The Next Thing

April 9, 2012

As readers of the blog (if such there be) will know, my current ongoing project (or, I suppose, sub-project) is a document on the implications of the work of Robert Brandom for social theory. I’m keen to get that document done, but it’s on the back-burner for now, while work and life take well-deserved priority. Still, things churn away in the brain cell, and I’ve been thinking a bit what the next thing to do is, once the Brandom document is complete.

My master-plan for the overall project has (as, again, readers may conceivably recall) six broad stages. The first three of these were, in order:

1) Social-theoretic foundations [the Brandom document]
2) History of capitalism
3) Analysis of value theory

(The remaining stages were, more or less, variations on ‘do political economy’)

I’d planned to move on to my (very brief!) history of capitalism once the Brandom document was done. My idea was that social theory and economic history were the broad areas of study that need to inform an adequate economics, but that are under-represented in current economics education – so I thought I’d get some basic grounding in these areas, before approaching economics itself.

My worry: if I do this, I’ll never get to the economics :-P. So: I’ve had a rethink. I still intend to write a history of capitalism, but I’m now seeing this as something to do in the interstices of my other studies.

This leaves the question: what to move on to once the Brandom document is complete?

The way I currently see it, contemporary economics has two broad areas of technical expertise:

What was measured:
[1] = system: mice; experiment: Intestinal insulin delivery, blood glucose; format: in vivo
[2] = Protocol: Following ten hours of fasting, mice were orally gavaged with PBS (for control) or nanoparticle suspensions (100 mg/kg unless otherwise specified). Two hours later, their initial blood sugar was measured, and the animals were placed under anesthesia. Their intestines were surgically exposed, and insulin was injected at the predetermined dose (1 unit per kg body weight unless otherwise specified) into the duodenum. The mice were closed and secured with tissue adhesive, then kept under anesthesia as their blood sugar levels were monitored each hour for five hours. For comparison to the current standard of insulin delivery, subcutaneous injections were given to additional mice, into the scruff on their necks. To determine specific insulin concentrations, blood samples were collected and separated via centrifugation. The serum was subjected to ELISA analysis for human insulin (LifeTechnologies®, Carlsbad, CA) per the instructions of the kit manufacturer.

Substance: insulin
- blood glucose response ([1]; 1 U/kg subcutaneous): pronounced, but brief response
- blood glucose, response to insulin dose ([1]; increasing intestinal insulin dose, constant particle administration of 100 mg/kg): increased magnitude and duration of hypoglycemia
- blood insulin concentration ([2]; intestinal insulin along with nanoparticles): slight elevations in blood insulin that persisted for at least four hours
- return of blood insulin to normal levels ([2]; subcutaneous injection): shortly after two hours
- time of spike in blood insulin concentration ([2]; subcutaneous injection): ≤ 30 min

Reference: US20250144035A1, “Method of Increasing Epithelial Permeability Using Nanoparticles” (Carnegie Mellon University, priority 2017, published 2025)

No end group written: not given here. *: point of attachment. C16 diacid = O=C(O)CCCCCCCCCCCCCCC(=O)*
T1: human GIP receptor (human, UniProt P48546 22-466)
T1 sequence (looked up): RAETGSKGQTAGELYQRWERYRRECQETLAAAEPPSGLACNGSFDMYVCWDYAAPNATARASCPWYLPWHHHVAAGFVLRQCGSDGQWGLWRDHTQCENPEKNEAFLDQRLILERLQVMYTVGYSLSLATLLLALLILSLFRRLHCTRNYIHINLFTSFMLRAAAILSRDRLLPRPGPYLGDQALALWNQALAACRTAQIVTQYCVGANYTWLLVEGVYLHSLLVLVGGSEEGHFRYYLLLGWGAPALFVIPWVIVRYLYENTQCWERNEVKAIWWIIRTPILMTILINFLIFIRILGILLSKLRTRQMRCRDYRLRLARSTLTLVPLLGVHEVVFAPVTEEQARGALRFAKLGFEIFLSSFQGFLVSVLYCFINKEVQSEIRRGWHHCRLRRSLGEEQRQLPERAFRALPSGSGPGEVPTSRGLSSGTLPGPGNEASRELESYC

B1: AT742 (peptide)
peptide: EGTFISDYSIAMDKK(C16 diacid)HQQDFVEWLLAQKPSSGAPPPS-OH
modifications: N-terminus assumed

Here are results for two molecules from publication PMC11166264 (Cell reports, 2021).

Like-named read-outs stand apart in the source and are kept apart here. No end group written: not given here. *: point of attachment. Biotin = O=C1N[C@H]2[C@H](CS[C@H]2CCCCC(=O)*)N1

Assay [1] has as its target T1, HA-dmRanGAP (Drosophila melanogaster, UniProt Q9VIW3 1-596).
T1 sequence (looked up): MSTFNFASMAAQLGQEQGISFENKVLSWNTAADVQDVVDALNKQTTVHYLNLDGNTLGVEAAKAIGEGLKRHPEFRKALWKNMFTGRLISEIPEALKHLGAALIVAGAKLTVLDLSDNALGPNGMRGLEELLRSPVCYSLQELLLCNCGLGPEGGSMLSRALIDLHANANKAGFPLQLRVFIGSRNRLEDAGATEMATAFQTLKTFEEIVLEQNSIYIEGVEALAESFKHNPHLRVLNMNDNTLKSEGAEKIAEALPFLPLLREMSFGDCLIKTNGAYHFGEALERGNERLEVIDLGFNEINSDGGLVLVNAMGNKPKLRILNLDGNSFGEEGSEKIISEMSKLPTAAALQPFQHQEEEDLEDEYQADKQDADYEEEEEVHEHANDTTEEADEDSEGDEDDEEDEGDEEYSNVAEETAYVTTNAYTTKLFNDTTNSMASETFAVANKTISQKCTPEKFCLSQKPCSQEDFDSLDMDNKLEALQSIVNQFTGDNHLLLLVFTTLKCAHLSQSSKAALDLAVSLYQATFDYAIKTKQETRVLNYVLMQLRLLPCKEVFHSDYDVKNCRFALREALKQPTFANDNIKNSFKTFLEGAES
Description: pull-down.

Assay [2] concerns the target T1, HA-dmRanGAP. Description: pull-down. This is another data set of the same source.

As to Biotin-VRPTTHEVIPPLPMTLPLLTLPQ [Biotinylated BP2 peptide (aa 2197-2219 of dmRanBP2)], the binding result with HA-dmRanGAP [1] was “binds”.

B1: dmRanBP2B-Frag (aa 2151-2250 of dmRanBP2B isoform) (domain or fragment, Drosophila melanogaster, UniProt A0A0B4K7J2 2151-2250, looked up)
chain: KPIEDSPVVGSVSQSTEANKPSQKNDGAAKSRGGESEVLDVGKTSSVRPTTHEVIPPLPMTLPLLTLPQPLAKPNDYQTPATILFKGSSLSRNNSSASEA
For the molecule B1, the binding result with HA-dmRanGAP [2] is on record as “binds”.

First, statistical analysis of economic data.
Second, modelling of economic structures.
And, of course (third, if you like), drawing connections between them.

Obviously each of these areas have their formal and contentful aspects – the formal being simply how to do statistical analysis or modelling; the contentful being analysis of actual economic data, or discussion of actual economic models.

I want to start getting to grips with these technical areas of economics sooner rather than later. My current background concern is: how. I’m considering taking a higher degree in statistics – or just autodidacting may way through the terrain, as usual. This will have the advantage of having real-world application (i.e. I can use it on the job market, which is important); and it has the further advantage that I have a lot of respect for orthodox statistical theory and practice (whereas I have very little respect for orthodox economic models and modelling) – so I’m less likely to flame out of these studies in the kind of bitter rage that motivates this blog as a space to do heterodox intellectual work. The downside is that statistics still isn’t economics proper – so it’s still a postponement of (what I regard as) the core of my project.

Just putting this up to externalise and help along the thought-process, really. Also to explain a shift in content on the blog – I’m still not blogging properly again, but I aim to starting putting up statistics-related content; this is why.

I hope folks out there are well.

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2 Responses to “The Next Thing”

  1. Nick Srnicek Says:

    If you haven’t already come across it, I’ve heard excellent things about this book: http://books.google.co.uk/books/about/The_History_of_Econometric_Ideas.html?id=iUpDzJM9lq0C&redir_esc=y

  2. duncan Says:

    Thanks Nick – I’ll check it out.


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